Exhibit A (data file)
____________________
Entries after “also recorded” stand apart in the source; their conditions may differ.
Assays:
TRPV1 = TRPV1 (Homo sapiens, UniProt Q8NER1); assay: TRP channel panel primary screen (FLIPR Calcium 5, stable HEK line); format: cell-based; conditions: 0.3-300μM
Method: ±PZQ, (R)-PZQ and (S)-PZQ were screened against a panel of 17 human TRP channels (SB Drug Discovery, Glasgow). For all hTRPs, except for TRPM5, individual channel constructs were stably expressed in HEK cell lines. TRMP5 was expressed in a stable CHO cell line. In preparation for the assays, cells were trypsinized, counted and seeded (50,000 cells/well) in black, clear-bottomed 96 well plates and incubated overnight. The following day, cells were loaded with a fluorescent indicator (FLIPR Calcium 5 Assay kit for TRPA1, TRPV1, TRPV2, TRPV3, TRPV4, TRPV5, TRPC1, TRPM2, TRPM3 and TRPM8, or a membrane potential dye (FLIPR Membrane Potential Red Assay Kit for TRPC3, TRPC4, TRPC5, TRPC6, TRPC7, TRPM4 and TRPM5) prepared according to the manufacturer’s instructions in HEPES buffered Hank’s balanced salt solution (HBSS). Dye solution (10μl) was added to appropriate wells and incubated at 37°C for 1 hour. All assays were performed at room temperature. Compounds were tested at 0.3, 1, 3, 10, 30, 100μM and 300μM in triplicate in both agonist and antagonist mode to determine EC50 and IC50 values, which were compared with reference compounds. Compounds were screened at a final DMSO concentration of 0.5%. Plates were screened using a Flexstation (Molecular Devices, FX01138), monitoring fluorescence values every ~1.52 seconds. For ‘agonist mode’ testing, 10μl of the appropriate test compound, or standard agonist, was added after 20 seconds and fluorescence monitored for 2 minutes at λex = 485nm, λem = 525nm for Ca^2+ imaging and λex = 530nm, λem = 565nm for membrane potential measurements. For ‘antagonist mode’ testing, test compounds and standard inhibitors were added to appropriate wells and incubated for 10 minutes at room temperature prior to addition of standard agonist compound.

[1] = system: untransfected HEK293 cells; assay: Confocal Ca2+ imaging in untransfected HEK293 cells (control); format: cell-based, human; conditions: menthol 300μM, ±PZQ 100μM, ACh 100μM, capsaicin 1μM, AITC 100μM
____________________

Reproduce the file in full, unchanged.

Entries after “also recorded” stand apart in the source; their conditions may differ.
Assays:
TRPV1 = TRPV1 (Homo sapiens, UniProt Q8NER1); assay: TRP channel panel primary screen (FLIPR Calcium 5, stable HEK line); format: cell-based; conditions: 0.3-300μM
Method: ±PZQ, (R)-PZQ and (S)-PZQ were screened against a panel of 17 human TRP channels (SB Drug Discovery, Glasgow). For all hTRPs, except for TRPM5, individual channel constructs were stably expressed in HEK cell lines. TRMP5 was expressed in a stable CHO cell line. In preparation for the assays, cells were trypsinized, counted and seeded (50,000 cells/well) in black, clear-bottomed 96 well plates and incubated overnight. The following day, cells were loaded with a fluorescent indicator (FLIPR Calcium 5 Assay kit for TRPA1, TRPV1, TRPV2, TRPV3, TRPV4, TRPV5, TRPC1, TRPM2, TRPM3 and TRPM8, or a membrane potential dye (FLIPR Membrane Potential Red Assay Kit for TRPC3, TRPC4, TRPC5, TRPC6, TRPC7, TRPM4 and TRPM5) prepared according to the manufacturer’s instructions in HEPES buffered Hank’s balanced salt solution (HBSS). Dye solution (10μl) was added to appropriate wells and incubated at 37°C for 1 hour. All assays were performed at room temperature. Compounds were tested at 0.3, 1, 3, 10, 30, 100μM and 300μM in triplicate in both agonist and antagonist mode to determine EC50 and IC50 values, which were compared with reference compounds. Compounds were screened at a final DMSO concentration of 0.5%. Plates were screened using a Flexstation (Molecular Devices, FX01138), monitoring fluorescence values every ~1.52 seconds. For ‘agonist mode’ testing, 10μl of the appropriate test compound, or standard agonist, was added after 20 seconds and fluorescence monitored for 2 minutes at λex = 485nm, λem = 525nm for Ca^2+ imaging and λex = 530nm, λem = 565nm for membrane potential measurements. For ‘antagonist mode’ testing, test compounds and standard inhibitors were added to appropriate wells and incubated for 10 minutes at room temperature prior to addition of standard agonist compound.

[1] = system: untransfected HEK293 cells; assay: Confocal Ca2+ imaging in untransfected HEK293 cells (control); format: cell-based, human; conditions: menthol 300μM, ±PZQ 100μM, ACh 100μM, capsaicin 1μM, AITC 100μM